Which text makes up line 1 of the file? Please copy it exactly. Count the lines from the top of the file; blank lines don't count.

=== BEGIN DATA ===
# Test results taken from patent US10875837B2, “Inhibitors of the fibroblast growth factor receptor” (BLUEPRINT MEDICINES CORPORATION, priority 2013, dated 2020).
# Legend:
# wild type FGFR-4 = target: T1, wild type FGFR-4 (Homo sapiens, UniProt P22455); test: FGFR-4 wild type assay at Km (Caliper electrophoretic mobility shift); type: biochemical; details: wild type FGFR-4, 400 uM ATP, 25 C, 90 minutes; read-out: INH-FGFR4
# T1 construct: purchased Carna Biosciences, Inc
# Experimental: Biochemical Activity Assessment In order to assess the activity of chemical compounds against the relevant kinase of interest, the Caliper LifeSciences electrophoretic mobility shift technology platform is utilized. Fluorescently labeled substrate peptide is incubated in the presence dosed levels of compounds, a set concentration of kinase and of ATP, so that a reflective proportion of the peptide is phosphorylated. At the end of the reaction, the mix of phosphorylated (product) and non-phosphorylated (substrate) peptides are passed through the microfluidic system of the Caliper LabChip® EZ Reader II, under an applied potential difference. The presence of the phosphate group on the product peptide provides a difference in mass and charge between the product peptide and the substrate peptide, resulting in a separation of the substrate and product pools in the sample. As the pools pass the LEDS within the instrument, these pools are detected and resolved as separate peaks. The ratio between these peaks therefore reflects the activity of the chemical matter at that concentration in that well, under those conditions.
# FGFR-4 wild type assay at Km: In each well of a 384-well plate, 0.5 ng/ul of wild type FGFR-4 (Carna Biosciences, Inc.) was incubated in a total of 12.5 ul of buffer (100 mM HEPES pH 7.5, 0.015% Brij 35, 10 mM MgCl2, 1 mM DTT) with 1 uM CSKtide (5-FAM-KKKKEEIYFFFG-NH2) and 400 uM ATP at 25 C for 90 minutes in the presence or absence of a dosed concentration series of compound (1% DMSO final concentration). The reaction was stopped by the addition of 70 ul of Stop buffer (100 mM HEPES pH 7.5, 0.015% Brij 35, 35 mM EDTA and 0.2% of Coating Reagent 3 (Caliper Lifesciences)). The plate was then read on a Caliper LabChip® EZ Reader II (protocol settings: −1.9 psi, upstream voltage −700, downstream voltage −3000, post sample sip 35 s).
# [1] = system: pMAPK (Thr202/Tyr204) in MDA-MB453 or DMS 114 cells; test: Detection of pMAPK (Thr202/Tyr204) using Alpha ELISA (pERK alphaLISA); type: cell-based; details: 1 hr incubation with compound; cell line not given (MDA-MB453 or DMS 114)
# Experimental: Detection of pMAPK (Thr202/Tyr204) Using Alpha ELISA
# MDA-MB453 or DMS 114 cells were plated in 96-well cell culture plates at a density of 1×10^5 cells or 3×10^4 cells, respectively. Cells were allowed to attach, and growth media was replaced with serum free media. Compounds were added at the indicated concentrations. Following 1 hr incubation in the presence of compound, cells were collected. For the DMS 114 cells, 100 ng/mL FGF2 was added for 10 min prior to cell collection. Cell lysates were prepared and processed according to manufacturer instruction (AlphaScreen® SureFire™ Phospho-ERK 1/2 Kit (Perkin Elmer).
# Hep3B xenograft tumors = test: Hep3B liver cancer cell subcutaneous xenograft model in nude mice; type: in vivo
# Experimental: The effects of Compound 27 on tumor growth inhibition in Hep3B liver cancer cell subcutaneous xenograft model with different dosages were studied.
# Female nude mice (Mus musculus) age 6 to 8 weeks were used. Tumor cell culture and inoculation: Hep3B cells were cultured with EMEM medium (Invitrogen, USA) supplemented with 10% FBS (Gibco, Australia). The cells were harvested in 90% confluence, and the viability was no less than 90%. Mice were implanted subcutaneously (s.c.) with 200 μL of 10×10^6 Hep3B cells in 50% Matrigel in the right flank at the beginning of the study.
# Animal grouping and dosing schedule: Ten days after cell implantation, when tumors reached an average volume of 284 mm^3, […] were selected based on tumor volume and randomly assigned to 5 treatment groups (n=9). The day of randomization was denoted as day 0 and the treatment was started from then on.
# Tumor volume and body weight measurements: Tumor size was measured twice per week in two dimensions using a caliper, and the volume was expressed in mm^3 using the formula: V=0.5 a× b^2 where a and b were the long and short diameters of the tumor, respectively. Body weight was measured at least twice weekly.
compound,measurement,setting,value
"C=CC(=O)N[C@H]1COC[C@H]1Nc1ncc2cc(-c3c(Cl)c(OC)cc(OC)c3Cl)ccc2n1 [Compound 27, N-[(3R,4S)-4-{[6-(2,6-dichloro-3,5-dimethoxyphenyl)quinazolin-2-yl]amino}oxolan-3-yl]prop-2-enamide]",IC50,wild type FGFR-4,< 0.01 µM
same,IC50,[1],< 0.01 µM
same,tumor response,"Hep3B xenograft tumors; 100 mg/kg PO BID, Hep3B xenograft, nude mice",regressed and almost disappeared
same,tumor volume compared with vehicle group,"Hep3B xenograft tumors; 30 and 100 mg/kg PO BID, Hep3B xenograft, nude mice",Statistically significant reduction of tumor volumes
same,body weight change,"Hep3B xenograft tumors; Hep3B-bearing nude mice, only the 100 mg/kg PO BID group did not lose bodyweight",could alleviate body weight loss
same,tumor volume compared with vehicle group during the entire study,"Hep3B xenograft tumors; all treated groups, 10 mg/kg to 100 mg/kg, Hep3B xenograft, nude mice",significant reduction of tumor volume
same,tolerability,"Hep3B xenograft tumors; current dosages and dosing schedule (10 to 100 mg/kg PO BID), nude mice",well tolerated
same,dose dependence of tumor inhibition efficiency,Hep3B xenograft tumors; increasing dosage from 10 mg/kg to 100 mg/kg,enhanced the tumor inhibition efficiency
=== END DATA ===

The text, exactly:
# Test results taken from patent US10875837B2, “Inhibitors of the fibroblast growth factor receptor” (BLUEPRINT MEDICINES CORPORATION, priority 2013, dated 2020).